Source : Times of India
Two novels in translation, two by debut women authors, two by established writers previously nominated for the Man Booker Prize, along with four other novels have made it to the longlist of the inaugural edition of the JCB Prize for Literature.
The JCB Prize for Literature is a Rs 25-lakh award presented every year to a distinguished work of fiction by an Indian author, as selected by the jury.
The longlisted books are: Half the Night is Gone by Amitabha Bagchi, Clouds by Chandrahas Choudhury, Jasmine Days by Benny Daniel/Benyam, Poonachi by Perumal Murugan, Jasoda by Kiran Nagarkar, When the Moon Shines by Day by Nayantara Sahgal, Latitudes of Longing by Shubhangi Swarup, The Book of Chocolate Saints by Jeet Thayil, and Empire by Devi Yesodharan.
The award, launched earlier in 2018, was open to entries till May 31.
The jury consists of award-winning film director Deepa Mehta (chair), entrepreneur and scholar Rohan Murthy, Yale University astrophysicist and writer Priyamvada Natarajan, novelist Vivek Shanbhag, and author and translator Arshia Sattar.
“The Prize exists to celebrate distinguished fiction by Indian writers. This longlist is a true celebration of the diversity and scope of contemporary Indian literature.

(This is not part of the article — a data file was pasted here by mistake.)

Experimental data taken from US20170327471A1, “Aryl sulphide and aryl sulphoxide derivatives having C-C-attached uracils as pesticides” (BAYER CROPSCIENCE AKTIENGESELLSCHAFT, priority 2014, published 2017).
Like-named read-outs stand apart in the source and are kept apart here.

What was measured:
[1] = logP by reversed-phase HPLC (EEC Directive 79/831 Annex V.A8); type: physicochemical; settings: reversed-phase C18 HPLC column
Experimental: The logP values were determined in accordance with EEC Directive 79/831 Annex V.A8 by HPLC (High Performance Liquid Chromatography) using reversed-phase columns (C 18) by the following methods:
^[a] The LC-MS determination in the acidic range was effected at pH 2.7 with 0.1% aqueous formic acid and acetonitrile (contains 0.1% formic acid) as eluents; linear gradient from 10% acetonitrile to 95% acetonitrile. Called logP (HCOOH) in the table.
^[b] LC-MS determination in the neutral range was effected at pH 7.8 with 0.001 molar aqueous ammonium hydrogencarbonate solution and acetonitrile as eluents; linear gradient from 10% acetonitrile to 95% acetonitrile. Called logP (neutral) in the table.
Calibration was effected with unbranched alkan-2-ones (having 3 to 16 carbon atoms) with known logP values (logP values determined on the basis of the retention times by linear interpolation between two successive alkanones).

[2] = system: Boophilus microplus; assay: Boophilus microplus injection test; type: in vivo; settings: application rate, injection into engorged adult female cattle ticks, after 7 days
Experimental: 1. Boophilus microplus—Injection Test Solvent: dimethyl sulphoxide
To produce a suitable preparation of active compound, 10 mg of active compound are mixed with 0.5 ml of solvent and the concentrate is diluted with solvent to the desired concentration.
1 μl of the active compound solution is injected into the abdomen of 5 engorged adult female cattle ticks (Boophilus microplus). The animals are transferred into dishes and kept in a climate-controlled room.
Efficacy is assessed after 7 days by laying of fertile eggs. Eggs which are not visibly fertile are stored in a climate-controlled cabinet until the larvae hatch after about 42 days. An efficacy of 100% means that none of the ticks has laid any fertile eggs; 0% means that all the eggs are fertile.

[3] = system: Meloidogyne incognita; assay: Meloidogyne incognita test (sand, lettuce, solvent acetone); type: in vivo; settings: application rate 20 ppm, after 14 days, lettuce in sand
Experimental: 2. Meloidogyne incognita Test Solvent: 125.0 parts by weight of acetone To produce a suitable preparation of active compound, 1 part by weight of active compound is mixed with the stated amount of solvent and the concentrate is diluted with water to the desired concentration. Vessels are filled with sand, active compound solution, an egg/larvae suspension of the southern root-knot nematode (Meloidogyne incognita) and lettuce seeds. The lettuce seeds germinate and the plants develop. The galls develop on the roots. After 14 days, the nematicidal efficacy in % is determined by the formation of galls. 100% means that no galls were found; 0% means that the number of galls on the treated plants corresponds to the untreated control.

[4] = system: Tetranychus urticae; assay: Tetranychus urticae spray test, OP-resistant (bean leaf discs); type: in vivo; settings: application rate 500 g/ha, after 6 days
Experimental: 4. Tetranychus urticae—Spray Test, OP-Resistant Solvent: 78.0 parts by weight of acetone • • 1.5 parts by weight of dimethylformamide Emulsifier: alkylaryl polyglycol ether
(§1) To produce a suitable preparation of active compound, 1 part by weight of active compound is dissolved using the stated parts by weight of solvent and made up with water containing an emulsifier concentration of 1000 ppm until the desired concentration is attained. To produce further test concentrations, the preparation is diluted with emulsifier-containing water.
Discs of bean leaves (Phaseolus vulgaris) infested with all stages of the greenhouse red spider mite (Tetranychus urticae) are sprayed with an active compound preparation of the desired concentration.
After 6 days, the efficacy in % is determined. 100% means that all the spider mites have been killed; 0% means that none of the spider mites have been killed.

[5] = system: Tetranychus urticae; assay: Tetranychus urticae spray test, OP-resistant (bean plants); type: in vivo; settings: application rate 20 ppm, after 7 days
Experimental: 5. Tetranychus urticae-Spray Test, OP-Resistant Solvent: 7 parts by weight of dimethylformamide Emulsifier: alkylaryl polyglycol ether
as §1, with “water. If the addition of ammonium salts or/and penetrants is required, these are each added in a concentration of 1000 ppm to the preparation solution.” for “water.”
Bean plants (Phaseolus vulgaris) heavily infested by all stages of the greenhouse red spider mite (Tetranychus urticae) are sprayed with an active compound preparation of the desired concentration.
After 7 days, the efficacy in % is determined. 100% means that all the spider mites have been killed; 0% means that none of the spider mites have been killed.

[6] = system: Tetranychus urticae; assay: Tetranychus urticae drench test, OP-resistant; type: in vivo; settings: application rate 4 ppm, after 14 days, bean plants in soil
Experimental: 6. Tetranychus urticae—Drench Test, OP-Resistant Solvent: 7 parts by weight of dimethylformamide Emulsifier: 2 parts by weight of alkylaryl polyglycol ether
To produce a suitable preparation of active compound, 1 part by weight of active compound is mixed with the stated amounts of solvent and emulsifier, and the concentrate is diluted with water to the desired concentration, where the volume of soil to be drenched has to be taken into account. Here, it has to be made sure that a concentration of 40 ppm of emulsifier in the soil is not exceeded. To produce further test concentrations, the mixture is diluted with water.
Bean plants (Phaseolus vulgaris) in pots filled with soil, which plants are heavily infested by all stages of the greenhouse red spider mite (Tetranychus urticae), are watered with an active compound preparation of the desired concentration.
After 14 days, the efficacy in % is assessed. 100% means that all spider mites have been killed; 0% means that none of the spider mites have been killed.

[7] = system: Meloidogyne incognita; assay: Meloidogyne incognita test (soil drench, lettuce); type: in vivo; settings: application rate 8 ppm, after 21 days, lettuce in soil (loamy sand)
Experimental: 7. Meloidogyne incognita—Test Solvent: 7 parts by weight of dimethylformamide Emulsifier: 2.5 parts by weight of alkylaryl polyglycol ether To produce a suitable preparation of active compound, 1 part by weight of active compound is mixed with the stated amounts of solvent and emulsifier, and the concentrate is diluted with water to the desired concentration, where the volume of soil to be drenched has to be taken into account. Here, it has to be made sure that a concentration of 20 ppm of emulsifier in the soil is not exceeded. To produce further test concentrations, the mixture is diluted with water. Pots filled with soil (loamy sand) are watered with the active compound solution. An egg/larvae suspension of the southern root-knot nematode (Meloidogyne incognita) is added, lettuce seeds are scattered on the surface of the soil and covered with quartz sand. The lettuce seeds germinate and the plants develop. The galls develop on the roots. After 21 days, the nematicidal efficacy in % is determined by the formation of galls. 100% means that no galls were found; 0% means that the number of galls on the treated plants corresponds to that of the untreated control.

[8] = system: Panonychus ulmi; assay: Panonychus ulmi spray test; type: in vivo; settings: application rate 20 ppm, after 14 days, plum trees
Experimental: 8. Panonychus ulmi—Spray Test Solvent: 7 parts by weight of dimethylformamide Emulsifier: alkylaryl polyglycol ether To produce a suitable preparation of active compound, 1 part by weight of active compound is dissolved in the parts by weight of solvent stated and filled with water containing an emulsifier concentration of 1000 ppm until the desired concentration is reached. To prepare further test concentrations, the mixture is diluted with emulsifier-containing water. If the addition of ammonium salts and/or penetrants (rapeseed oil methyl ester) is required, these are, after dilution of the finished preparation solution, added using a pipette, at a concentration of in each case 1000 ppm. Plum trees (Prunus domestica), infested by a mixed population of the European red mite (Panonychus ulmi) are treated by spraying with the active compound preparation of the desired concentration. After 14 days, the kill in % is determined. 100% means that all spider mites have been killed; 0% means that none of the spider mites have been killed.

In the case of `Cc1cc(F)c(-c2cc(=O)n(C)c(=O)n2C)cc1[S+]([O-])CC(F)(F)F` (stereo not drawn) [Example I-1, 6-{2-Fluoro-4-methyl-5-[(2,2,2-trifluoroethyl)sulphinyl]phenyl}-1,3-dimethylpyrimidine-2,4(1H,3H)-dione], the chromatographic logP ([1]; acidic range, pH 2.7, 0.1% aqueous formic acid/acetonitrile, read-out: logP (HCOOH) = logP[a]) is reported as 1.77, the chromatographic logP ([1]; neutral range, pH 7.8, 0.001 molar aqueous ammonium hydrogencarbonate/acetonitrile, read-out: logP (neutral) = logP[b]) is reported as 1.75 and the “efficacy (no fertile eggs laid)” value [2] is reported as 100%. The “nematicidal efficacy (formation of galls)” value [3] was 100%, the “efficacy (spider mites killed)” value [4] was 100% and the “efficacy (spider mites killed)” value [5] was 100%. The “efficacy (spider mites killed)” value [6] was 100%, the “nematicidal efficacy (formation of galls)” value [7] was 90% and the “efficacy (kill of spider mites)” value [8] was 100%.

“I am particularly happy that there are two very powerful translations on this list, and two debut authors too. I hope the Prize will help readers in India and around the world discover just how vibrant and ambitious are the novels being written here today,” Literary Director Rana Dasgupta said in a statement.
Of the ten books nominated, the jury will shortlist five, which will be announced on October 3.
“The five shortlisted writers receive Rs 1 lakh each. If the winning work is a translation, the translator receives an additional Rs 5 lakh,” the JCB Prize committee said in a statement.
The final award, carrying Rs 25 lakh, will be presented to the writer of the winning novel on October 27.
The Prize aims to enhance the prestige of literary achievement in India, and to create greater visibility for contemporary Indian writing. It has a particular focus on translation, and hopes to introduce readers to many works of Indian literature written in languages other than their own.